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Diseases of Aquatic Organisms

    DAO prepress abstract   -  DOI: https://doi.org/10.3354/dao03536

    Exposure of the Gulf of St. Lawrence grey seal Halichoerus grypus population to potentially zoonotic infectious agents

    Caroline C. Sauvé, Adrián Hernández-Ortiz, Emily Jenkins, Fabien Mavrot, Angela Schneider, Susan Kutz, Jeremiah T. Saliki, Pierre-Yves Daoust*

    *Corresponding author:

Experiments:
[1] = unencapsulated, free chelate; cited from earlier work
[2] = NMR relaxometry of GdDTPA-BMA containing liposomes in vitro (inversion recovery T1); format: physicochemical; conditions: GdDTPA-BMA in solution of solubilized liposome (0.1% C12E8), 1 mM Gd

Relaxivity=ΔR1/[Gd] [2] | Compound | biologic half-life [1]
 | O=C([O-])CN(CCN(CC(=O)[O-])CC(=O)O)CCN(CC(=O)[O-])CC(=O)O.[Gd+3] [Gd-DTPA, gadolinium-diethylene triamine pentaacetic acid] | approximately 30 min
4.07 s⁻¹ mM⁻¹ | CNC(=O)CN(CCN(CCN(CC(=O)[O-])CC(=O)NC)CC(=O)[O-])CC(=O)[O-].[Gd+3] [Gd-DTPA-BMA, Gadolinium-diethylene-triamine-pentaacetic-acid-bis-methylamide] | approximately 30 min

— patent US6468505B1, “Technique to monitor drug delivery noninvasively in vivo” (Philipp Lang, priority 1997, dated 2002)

ABSTRACT: The population of grey seals Halichoerus grypus in Canadian waters is currently used as a commercial source of meat for human consumption. As with domestic livestock, it is important to understand the occurrence in these seals of infectious agents that may be of public health significance and thus ensure that appropriate measures are in place to avoid zoonotic transmission. This study examined the prevalence of antibodies against Brucella spp., Erysipelothrix rhusiopathiae, 6 serovars of Leptospira interrogans, and Toxoplasma gondii in 59 grey seals and determined by polymerase chain reaction (PCR) the presence of these potentially zoonotic agents in specific organs and tissues of seropositive animals. The presence of Trichinella spp. was also determined by digestion of tongue, diaphragm and other muscle samples. No Trichinella spp. larva was detected. Seroprevalence against Brucella spp. and E. rhusiopathiae was low (5% and 3%, respectively). All 59 seals tested had antibodies against L. interrogans, but no carrier of this bacterium was detected by PCR. Seroprevalence against T. gondii was 53%, and DNA of this protozoan was detected by PCR in 37% of 30 seropositive animals. Standard sanitary measures mandatory for commercialization of meat products for human consumption should greatly reduce the potential for exposure to these infectious agents. However, special consideration should be given to consistently freezing seal meat for at least 3 d to ensure destruction of tissue cysts of T. gondii